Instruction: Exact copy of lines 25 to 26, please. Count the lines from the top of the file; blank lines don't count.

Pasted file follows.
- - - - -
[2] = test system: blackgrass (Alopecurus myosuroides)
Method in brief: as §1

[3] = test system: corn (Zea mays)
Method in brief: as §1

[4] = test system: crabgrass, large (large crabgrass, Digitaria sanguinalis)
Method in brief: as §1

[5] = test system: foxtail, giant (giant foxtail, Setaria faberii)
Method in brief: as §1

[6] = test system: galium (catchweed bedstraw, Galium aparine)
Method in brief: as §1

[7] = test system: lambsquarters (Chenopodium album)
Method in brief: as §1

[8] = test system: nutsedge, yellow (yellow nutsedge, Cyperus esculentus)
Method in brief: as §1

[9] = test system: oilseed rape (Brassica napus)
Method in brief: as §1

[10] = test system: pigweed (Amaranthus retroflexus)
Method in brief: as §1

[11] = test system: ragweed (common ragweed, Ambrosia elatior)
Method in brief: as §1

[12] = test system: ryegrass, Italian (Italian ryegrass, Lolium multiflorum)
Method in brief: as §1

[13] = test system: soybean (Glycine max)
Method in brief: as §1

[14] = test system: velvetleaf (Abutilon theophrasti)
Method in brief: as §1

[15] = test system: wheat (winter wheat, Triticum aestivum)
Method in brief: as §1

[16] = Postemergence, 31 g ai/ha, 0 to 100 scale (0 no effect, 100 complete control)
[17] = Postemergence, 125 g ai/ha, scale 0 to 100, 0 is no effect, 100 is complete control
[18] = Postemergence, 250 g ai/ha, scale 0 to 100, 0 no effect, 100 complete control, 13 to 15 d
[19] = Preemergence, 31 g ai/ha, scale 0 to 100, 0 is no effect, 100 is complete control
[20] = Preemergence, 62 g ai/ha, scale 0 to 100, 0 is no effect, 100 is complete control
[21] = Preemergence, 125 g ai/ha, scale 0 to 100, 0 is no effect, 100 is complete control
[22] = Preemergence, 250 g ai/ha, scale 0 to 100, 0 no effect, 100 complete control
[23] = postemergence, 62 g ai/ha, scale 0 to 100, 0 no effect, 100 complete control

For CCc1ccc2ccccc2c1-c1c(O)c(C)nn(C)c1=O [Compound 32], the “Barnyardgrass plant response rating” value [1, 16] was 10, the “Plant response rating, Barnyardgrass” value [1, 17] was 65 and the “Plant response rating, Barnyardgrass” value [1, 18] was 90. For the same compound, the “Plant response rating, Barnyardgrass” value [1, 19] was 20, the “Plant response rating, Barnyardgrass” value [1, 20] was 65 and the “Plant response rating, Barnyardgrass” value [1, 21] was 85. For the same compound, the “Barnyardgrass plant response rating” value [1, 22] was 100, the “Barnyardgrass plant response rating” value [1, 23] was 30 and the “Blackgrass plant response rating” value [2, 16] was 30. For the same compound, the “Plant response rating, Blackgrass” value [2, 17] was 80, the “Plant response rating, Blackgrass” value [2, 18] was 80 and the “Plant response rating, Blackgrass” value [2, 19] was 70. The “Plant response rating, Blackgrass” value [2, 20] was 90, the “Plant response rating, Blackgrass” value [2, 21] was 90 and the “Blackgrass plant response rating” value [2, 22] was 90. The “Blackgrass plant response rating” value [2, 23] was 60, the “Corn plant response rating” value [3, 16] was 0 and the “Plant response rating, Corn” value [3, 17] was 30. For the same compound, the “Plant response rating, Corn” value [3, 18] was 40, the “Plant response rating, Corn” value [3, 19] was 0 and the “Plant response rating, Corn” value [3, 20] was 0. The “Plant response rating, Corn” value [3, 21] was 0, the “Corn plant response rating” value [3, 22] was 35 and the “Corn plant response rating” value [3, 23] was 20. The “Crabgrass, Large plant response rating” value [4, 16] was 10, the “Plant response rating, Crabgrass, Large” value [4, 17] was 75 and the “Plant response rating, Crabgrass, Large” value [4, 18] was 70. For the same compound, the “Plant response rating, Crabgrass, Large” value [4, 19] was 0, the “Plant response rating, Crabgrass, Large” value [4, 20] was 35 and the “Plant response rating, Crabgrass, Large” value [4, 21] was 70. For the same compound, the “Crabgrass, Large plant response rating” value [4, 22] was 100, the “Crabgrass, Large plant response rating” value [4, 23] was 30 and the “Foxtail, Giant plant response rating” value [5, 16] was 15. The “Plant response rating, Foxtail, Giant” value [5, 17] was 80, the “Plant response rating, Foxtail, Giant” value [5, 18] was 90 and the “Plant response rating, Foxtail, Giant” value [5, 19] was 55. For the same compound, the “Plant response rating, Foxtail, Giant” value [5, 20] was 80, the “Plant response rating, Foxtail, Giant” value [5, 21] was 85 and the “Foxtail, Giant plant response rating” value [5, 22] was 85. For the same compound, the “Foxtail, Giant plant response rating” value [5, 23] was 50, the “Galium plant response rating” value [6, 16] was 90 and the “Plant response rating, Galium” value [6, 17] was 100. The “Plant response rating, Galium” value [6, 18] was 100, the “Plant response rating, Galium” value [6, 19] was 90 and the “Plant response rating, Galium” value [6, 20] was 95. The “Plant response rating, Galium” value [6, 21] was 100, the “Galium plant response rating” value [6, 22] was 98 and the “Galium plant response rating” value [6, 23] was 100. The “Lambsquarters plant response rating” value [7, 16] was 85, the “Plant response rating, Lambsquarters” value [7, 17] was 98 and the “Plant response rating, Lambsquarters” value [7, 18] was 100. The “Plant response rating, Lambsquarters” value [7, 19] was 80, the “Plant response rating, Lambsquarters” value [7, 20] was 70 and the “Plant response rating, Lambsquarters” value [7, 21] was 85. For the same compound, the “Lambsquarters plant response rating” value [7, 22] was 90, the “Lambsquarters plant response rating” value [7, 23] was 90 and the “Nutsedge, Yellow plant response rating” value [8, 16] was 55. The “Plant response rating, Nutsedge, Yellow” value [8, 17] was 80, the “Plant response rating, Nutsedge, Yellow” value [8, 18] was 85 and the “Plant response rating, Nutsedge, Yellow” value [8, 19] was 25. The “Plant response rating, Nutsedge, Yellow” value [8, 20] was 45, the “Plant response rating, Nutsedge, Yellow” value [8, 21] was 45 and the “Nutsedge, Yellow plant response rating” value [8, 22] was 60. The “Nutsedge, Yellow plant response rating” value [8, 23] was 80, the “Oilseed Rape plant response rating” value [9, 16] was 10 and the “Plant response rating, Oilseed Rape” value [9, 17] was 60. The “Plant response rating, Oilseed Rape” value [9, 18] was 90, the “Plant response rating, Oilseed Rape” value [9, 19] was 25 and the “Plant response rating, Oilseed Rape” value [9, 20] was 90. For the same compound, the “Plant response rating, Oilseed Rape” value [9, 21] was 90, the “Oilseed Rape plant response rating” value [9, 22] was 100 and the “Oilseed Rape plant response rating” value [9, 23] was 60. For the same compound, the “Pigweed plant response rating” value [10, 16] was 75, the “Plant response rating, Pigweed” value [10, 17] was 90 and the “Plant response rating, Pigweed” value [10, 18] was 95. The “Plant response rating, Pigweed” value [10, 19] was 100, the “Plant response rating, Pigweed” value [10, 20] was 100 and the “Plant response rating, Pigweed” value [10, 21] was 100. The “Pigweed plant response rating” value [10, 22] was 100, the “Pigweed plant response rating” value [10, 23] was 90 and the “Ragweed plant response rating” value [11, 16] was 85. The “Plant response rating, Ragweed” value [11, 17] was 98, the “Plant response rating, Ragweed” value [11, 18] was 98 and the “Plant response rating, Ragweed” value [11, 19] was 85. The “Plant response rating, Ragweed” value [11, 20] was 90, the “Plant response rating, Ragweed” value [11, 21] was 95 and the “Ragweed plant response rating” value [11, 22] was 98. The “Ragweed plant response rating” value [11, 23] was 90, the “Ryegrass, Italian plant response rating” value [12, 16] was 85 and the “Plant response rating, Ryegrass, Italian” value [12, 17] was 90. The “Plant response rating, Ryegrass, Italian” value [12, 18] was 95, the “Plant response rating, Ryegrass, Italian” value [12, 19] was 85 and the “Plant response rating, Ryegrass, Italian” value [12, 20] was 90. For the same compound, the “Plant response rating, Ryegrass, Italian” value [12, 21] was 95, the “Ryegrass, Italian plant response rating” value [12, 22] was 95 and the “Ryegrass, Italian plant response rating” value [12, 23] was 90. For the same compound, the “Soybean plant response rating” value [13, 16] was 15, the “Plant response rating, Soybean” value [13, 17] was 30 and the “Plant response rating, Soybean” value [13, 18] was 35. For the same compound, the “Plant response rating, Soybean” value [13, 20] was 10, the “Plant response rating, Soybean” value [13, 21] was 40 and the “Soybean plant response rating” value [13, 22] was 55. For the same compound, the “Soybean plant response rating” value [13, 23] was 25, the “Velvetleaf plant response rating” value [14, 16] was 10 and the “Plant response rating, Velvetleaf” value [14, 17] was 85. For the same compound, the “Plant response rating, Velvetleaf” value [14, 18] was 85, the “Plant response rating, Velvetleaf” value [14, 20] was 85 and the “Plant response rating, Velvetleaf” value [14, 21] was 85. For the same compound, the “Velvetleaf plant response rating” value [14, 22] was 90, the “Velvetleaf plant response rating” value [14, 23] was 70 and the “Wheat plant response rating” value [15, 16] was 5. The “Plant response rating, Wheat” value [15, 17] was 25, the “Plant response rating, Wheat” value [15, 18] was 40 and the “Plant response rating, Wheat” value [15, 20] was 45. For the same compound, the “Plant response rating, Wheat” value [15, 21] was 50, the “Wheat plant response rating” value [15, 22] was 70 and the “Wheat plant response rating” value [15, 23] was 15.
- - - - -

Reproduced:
[14] = test system: velvetleaf (Abutilon theophrasti)
Method in brief: as §1